Gary Oldman, Oprah Winfrey winners at Golden Globes dominated by harassment scandal
The major winners included Big Little Lies and The Handmaid’s Tale.
The sexual harassment scandal that has rocked Hollywood dominated a Golden Globes ceremony where Britain and Ireland triumphed with wins in major categories.
Nominees and presenters dressed in black to stand in solidarity with victims of sexual violence, as winners spoke out about abuse in support of the Time’s Up campaign for gender equality.
Oprah Winfrey brought the room to its feet as she was given the honorary Cecil B DeMille Award, the first black woman to receive the highest honour at the ceremony.
She told the room she saw a day on the horizon when women never have to say “Me Too” again.
Gary Oldman, Ewan McGregor and Martin McDonagh were the only Brits to triumph at the ceremony, where projects with women at the centre were richly rewarded.
Oldman scored the best actor in a drama prize for his portrayal of Winston Churchill in Darkest Hour, while McGregor won the best actor in a limited TV series for playing twins in Fargo.
Irish actress Saoirse Ronan beat the likes of Dame Judi Dench and Dame Helen Mirren to win the best actress in a comedy film for Lady Bird, which was named best comedy film.
British-Irish playwright McDonagh won the best screenplay prize for his film Three Billboards Outside Ebbing, Missouri, which was also named best drama film.
Female-centric shows Big Little Lies and The Handmaid’s Tale dominated the television categories at the ceremony, which was the first major awards show since the sexual harassment scandal, triggered by allegations against producer Harvey Weinstein, gathered pace.
Big Little Lies was named best limited TV series, while stars Nicole Kidman, Laura Dern and Alexander Skarsgard were all singled out for acting prizes.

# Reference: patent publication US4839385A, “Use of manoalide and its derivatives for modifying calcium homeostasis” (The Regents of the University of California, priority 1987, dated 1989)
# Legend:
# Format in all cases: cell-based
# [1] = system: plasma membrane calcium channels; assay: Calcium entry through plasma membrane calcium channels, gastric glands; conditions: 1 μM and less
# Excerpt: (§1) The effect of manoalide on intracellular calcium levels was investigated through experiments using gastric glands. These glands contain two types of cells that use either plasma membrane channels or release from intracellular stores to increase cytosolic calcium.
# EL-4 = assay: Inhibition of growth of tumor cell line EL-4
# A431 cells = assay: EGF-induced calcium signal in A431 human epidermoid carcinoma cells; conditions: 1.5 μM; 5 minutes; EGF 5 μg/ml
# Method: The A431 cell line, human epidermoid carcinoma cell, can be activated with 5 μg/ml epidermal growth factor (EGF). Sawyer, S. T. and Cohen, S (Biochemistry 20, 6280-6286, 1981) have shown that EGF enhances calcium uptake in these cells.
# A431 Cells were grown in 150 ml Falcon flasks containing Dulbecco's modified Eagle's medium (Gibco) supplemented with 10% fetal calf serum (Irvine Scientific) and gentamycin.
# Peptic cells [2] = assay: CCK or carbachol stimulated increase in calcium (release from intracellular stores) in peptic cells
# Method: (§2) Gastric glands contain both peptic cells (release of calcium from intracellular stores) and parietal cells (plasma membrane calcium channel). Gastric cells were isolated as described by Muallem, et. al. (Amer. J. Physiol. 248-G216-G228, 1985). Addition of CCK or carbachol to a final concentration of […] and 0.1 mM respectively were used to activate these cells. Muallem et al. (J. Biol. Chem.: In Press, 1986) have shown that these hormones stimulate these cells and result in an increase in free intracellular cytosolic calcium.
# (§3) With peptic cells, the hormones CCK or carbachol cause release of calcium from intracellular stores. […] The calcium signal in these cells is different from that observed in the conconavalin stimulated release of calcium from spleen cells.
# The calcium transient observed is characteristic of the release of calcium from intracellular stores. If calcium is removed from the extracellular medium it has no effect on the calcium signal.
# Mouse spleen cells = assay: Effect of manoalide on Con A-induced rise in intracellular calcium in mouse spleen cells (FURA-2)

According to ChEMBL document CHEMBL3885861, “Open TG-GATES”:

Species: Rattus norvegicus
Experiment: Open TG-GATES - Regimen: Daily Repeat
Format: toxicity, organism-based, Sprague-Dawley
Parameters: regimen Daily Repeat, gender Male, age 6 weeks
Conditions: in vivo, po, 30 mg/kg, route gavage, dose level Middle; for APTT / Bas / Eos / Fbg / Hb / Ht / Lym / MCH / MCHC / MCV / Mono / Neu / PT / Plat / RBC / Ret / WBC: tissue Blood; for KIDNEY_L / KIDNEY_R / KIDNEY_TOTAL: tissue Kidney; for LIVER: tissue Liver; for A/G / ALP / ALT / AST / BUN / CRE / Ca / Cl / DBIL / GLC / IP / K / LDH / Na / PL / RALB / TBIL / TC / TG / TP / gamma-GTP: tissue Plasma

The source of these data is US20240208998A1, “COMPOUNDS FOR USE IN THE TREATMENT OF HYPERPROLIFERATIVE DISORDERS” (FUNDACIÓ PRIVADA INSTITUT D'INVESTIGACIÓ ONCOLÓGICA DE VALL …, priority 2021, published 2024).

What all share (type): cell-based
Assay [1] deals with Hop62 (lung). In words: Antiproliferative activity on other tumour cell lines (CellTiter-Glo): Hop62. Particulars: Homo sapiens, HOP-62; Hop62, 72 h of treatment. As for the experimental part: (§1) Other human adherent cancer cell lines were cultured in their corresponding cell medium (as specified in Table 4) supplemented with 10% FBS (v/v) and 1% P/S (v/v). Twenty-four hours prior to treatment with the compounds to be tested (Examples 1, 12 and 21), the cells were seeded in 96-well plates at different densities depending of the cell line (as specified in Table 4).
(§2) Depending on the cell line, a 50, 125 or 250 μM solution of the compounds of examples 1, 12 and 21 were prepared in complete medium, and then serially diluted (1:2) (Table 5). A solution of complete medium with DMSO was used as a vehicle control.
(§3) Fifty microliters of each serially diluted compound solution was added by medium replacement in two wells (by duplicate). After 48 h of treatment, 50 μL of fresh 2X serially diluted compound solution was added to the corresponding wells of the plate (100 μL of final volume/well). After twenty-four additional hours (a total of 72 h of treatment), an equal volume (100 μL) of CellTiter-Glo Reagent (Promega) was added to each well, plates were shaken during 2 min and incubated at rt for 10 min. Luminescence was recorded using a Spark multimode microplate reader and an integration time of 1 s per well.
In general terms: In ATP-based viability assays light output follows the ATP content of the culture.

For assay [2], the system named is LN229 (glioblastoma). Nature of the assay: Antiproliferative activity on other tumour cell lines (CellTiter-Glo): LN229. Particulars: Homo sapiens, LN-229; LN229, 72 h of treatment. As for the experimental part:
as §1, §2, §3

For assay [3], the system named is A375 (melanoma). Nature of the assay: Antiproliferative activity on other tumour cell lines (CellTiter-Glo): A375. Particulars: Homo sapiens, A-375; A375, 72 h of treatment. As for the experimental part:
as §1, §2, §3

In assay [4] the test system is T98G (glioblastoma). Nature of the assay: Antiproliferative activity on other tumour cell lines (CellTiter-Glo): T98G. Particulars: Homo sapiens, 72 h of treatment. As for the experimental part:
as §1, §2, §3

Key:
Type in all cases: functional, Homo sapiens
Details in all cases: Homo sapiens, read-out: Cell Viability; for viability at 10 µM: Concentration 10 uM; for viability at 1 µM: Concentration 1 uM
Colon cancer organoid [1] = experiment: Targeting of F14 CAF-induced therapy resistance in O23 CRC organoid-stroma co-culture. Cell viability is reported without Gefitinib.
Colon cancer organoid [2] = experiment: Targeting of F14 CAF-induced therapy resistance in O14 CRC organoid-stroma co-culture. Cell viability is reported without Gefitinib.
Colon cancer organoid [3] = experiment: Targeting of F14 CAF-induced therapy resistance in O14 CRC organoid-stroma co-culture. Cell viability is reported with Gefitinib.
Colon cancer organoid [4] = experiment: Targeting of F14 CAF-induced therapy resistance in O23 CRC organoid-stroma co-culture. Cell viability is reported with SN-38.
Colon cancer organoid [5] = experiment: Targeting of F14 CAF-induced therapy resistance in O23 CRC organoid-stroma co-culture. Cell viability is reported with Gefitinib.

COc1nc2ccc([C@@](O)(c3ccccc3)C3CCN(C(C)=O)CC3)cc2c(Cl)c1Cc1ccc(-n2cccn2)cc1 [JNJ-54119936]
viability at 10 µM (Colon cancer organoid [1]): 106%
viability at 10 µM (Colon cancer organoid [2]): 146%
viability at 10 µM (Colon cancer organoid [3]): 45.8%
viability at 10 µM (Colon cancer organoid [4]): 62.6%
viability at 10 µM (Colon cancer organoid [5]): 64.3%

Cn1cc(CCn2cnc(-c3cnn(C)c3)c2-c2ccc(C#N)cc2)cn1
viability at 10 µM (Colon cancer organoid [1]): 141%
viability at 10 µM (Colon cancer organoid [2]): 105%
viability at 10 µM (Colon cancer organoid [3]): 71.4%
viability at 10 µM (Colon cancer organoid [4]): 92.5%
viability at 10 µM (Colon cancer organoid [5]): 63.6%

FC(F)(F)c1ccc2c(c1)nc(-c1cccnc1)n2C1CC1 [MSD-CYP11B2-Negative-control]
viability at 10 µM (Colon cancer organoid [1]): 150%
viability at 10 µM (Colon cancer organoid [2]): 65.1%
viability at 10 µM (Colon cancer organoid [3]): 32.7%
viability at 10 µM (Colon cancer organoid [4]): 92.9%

Kidman won the first award of the night for best actress in a limited series for TV, for playing domestic violence victim Celeste Wright.
Dressed in black, she dedicated the award to her daughters and cast members – saying “wow, the power of women” – and her mother, who “was an advocate for the women’s movement when I was growing up”.
“My achievements are her achievements,” she added.
She said: “This character that I played represents something that is the centre of our conversation right now – abuse.
“I do believe, and I hope, we can elicit change through the stories we tell and the way we tell them.”
The Handmaid’s Tale was named best drama series, with its star Elisabeth Moss being named best actress in a drama, defeating The Crown’s Claire Foy.
The Marvellous Mrs Maisel won the best comedy series and the star of the Amazon original, Rachel Brosnahan, was named best actress in a comedy.
Frances McDormand won the best actress in a drama movie prize for her role as a grieving mother who takes on the local police after they fail to find her daughter’s killer in Three Billboards Outside Ebbing, Missouri.
Accepting the award, McDormand said: “I keep my politics private but it was really great to be in this room tonight and to be part of a tectonic shift in our industry’s power struggle.
“Trust me, the women in this room tonight are not here for the food, we are here for the work.”
Collecting his best actor in a drama prize, Oldman, who, like McGregor, was also dressed in black with a Time’s Up badge, said he was proud of his film because it shows “words and actions can change the world, and boy oh boy does it need some changing”.
He beat contender Timothee Chalamet, who was a critical favourite for his portrayal of a young man in the midst of a sexual awakening in Call Me By Your Name.
James Franco won the best actor in a comedy prize for his turn as eccentric filmmaker Tommy Wiseau in The Disaster Artist, about the making of the cult ‘bad film’ The Room, snatching victory from British hopeful Daniel Kaluuya for Get Out.
Elsewhere at the ceremony, Allison Janney won the best supporting actress in a movie prize for playing the mother of figure skater Tonya Harding in I, Tonya and Sam Rockwell won the supporting actor prize for Three Billboards Outside Ebbing, Missouri.
Guillermo Del Toro was named best director at the ceremony for his film The Shape Of Water, defeating British hopeful Christopher Nolan for his film Dunkirk.
The category was presented by Natalie Portman, who highlighted the fact no women were included when she said: “Here are the all-male nominees.”
Aziz Ansari won the best actor in a TV comedy or musical for Master Of None, while Sterling K Brown won the prize for best actor in a TV drama.